Home » Posts tagged 'International Trade'
Tag Archives: International Trade
One of the great things about Brexit will be the opportunity for the UK to sign trade deals with any country in the world and some of those trade deals may be quite innovative in nature. Novel trade opportunities shouldn’t be discounted simply because no one has ever done them, but such deals should be judged on their own merits.
In the age of the 3D-printing technology for example, there’s no reason why a company in America can’t electronically transmit code to a 3D-printer in the UK, allowing the UK company to manufacture the item there. Of course, this means paying a license fee to the American company, but think of the convenience for that UK manufacturer! Not to mention instant access to the item for the UK customer, and it means jobs at both ends of the equation. If you’re concerned about the CO2 emissions involved in shipping something from America to the UK, you’ll appreciate that transmitting a few hundred lines of computer code creates only a fractional amount of CO2.
Even better, is the case for cars and trucks to be built in the UK under license from American automakers.
For example, Ford Motor Company may choose to sell millions of automobile VIN numbers (basically, the serial number of each car or truck) and the complete instruction set for building and assembling each car or truck, to a UK company that specializes in building Ford vehicles. The UK company would pay a per-vehicle license fee to Ford Motor Company U.S.A. and agree to maintain the same high manufacturing standards of the American automaker and it would be required by Ford U.S.A. to adhere to the same warranty terms and conditions.
But still! Think of the CO2 savings, think of the jobs created in the UK, think about the UK building all Ford cars and trucks in the UK for the domestic market and exporting millions of those built-under-license vehicles to Commonwealth countries that have right-hand drive cars. That market, the right-hand drive car and truck market in the Commonwealth of Nations, would become the UK’s ‘beat’ and Ford would grant exclusive rights to the UK company to sell millions of Ford cars and trucks throughout the entire Commonwealth. (Note: Canada drives left-hand drive cars like the U.S., so Canadian cars would continue to be produced in the NAFTA countries)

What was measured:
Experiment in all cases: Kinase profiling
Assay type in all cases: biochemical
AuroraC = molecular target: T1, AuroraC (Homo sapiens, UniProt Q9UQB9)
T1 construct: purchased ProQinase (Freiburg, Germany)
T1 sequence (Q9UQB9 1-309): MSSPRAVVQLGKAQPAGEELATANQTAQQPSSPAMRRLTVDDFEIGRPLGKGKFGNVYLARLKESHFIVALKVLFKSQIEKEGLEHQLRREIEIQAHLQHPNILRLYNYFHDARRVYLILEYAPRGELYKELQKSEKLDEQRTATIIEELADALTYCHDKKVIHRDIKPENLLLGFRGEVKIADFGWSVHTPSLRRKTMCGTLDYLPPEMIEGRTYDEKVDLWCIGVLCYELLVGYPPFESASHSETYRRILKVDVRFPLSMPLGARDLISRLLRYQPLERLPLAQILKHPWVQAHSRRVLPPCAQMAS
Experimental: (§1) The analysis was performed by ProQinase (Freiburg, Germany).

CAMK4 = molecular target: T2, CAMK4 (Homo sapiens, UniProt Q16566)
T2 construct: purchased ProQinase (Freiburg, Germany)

So far, I’ve only talked about Ford vehicles. But what if it was all vehicles?
What if all American, Japanese, Korean and EU car manufacturers decided to make the same amount of profit per car as they do now, but only needed to sell a VIN number and the ‘vehicle blueprint’/computer code for each car to a UK manufacturer in order to do so? Ergo, all right-hand drive cars destined for UK and Commonwealth customers would be built in the UK and exported, where necessary, from Bristol.
What if it was more than cars and trucks?
What if Airbus, Boeing and Lockheed Martin sold per unit license fees to UK manufacturers, along with Bombardier and Embraer? What if Caterpillar heavy equipment and Toshiba and Hyundai Heavy Industries sold per unit license fees to UK companies? Yes, those companies would earn the same profit per unit as they do now — by selling only the license fee and VIN number and the technical aspects to the UK company — which, in turn, would manufacture those units within the UK and offer them for sale in the UK and to Commonwealth of Nations countries exclusively.
I’m still not done! What if everything sold in the UK was manufactured in the UK? How many jobs would that create?
What if you wanted a right-hand drive Mercedes CLA 250 4MATIC coupe? And what if you could simply order it from Mercedes online, and the Mercedes Benz approved manufacturer would fly you from anywhere in the UK to the factory in Bristol to pick up your new car, right off the assembly line. Some people might like to arrive a day early to watch their own car being built to their own option specifications. Then, you could take a nice leisurely drive home in your brand new car and not have to pay £2000 in shipping costs to get the car delivered from Germany, as is the case now.
What if you wanted an ACER computer, or a Lazy-Boy brand reclining chair? What if you wanted a Texas A&M hoodie for walks with your dog in cool weather? Get one for the dog too, is my advice, you’ll look great together! Or, what if you wanted the latest Italian cookware? Now, what if you could simply buy what you wanted, but it was manufactured in the UK under license from the original manufacturer, and in so doing, you received it sooner, with lower shipping costs, and far lower CO2 emissions — compared to the item being manufactured overseas and then shipped to the UK?
And what about companies in the UK making those items (and many more!) for Commonwealth of Nations consumers — which will number 2.5 billion by 2022?
Great for exports and great for those countries! Why? Well, assuming the UK government doesn’t blow this once-in-a-lifetime opportunity, there won’t be enough labourers in the UK to build all those cars, trucks, forklifts, computers, furniture, t-shirts, medical instruments, dishwashers, etc., etc., etc., and the UK will need to import Commonwealth workers to keep up with demand. Which itself, will help Commonwealth nations improve their per capita, disposable income — meaning, they’ll have more opportunity to afford such items.